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A Renovated Tribeca Loft with Skylight

Published as: 
We Love NY
American history lives on in a family’s Tribeca, New York, loft after a renovation by a couple of enterprising architects.

It took more than a year for the Marcovitz-Geiger family just to navigate the tangle of renovation red tape to get the needed building permits for their Tribeca loft.

In the entry to the loft apartment, Jen sits in front of a vintage Luther Conover table accented by Ted Muehling candlesticks and Karen Karnes pottery. A Leon Golub painting hangs at right on walls painted in Skimming Stone by Farrow & Ball.

Some 20 years ago, Chicagoan James Marcovitz bought a derelict loft in an old tenement in Tribeca, then a neighborhood that had yet to reach the upper echelon of the Manhattan real estate bracket. “I was looking for a cheap place to live downtown,” he recalls, “and it was even cheaper in Tribeca than on the Lower East Side.” (Today, the two are on par in terms of trendiness, while Tribeca now ranks as one of the priciest zip codes in New York City.) The apartment had a wood-burning stove, barely functioning wall heaters, and only one toilet for the entire loft space—defects Marcovitz attempted to fix himself with trips to the hardware store and Ikea.

A decade passed, and he married Jennifer Geiger, a former art director for the Martha Stewart television empire, and the couple had two sons, Houldin and Jonas, now 10 and 8. The family realized that they had to do something to improve their living conditions—the space wasn’t insulated, and there was no privacy for children or parents. By 2008, they concluded that it was time to renovate or move. Geiger and Marcovitz, who studied art history in college and is now a lawyer, began the quest for a designer.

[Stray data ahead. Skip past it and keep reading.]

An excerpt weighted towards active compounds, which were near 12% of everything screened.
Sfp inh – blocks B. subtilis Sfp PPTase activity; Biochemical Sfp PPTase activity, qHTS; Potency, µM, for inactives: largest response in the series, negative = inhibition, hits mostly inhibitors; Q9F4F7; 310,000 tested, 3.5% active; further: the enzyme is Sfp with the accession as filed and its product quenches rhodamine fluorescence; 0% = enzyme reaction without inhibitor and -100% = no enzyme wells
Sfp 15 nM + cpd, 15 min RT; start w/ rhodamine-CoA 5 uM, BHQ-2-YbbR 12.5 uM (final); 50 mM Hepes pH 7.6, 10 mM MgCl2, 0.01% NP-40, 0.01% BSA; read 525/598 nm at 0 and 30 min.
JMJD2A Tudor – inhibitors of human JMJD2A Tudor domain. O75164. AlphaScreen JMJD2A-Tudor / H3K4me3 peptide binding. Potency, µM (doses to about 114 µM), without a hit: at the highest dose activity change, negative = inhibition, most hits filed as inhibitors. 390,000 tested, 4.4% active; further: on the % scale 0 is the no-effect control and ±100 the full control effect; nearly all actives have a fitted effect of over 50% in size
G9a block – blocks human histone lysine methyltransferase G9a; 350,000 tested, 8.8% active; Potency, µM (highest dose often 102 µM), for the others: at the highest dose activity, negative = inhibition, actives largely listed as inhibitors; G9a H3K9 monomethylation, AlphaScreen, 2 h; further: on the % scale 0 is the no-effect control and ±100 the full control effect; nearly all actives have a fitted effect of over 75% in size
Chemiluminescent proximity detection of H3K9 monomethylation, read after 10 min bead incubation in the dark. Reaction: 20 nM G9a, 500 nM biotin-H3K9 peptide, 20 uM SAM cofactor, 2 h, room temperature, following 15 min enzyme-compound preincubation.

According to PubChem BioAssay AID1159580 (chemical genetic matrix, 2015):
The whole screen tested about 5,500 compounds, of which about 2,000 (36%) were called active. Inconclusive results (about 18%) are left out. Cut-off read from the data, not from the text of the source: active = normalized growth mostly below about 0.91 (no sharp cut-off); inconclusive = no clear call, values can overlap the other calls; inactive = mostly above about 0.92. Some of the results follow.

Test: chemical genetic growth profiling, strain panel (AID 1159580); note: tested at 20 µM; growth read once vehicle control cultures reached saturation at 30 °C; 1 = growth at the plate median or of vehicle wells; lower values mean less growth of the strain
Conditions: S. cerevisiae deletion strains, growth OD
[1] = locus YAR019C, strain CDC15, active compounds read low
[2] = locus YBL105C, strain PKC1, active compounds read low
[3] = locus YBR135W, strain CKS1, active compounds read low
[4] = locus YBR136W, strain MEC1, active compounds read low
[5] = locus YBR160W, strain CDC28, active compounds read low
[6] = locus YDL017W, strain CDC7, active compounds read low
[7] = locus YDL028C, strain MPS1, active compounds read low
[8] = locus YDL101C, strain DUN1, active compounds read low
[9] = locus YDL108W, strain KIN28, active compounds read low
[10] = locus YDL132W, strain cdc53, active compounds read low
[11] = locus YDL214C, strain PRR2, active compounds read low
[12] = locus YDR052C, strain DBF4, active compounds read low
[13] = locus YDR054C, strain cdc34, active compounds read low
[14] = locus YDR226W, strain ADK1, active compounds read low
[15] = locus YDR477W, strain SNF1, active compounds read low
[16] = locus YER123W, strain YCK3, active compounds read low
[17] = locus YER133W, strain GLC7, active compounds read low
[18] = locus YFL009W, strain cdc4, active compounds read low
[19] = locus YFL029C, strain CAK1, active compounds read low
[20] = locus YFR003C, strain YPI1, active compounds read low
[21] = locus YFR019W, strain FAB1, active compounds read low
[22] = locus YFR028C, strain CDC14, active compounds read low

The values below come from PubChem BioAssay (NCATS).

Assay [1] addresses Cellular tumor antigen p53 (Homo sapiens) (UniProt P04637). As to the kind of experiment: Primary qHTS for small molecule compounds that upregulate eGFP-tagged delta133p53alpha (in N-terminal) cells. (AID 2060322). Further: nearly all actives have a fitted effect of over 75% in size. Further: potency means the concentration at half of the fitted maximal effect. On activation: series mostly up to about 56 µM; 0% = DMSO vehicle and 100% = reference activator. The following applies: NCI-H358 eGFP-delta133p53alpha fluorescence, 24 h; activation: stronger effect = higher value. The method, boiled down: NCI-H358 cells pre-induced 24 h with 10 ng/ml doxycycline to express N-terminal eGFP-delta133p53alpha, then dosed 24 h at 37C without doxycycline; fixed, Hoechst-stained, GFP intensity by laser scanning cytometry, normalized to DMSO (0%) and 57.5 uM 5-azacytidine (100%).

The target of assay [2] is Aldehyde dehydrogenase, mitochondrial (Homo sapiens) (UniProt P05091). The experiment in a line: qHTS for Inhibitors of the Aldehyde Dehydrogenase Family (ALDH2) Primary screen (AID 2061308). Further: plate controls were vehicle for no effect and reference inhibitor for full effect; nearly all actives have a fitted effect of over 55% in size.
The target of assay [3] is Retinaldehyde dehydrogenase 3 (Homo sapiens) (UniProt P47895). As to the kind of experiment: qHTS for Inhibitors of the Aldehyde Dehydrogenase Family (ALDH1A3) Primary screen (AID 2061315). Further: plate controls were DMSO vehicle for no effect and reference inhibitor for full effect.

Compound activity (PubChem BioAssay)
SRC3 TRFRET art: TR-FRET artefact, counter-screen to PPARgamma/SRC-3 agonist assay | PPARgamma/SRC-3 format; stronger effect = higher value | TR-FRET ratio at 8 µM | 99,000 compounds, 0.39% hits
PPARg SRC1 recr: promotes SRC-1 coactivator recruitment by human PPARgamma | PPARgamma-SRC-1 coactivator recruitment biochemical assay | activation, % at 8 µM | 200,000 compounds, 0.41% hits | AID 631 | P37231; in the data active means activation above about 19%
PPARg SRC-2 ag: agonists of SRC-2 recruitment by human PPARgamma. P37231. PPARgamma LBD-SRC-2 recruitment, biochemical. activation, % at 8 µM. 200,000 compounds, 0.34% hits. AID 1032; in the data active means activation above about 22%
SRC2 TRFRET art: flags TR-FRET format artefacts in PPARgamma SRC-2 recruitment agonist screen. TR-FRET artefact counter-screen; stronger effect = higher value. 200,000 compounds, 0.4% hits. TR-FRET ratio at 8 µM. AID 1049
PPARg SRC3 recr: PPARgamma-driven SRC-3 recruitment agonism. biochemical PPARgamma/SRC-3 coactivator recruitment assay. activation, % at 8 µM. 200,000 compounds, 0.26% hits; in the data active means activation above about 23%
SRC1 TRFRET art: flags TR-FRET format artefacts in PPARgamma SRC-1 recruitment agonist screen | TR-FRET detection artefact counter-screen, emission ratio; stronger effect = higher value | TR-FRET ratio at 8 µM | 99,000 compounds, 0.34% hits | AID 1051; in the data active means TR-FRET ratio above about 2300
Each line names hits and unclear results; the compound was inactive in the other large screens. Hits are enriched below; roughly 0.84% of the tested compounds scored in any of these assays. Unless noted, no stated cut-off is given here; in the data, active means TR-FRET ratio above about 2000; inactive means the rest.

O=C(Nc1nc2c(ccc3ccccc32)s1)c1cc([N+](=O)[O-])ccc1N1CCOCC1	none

After countless interviews, the couple saw an article on Pulltab Design in Metropolis magazine and quickly called. “They hired us because they saw that we could be creative with zoning and NYC building codes,” says Pulltab principal Jon Handley, who, with his partner and wife, Melissa Baker, used all his ingenuity to work within New York’s strict regulations. “Everyone bends the rules in a renovation—it made us be more creative to follow them,” says Handley.

The architects had to gain approval from the co-op board to break through to the roof—the loft is on the top floor—and add a terrace and master bedroom suite.

It took more than a year just to navigate the tangle of renovation red tape to get the needed building permits, including permission from the building’s co-op board to break through to the roof—the loft is on the top floor—and add a terrace and master bedroom suite.

Pulltab’s inventive use of motorized skylights connected to light wells, which punctuate the space, allowed the architects to create rooms that city ordinances would usually not have permitted. (New York City code prohibits interior rooms that lack light and ventilation, so dividing up a loft space with no windows along a parti wall can be problematic.) They separated the living room from the kitchen-dining area by constructing a boxed-in structure between the two and adding operable skylights to both newly carved-out spaces. When seen from the living room at the loft’s entrance, the square structure seems to be a storage wall—and, indeed, it does conceal storage and a television. However, as you walk along the arterial hallway, toward the kitchen, you discover an entrance on the other side. The jewel-like room serves as a transformable office-studio, complete with a Murphy bed for guests.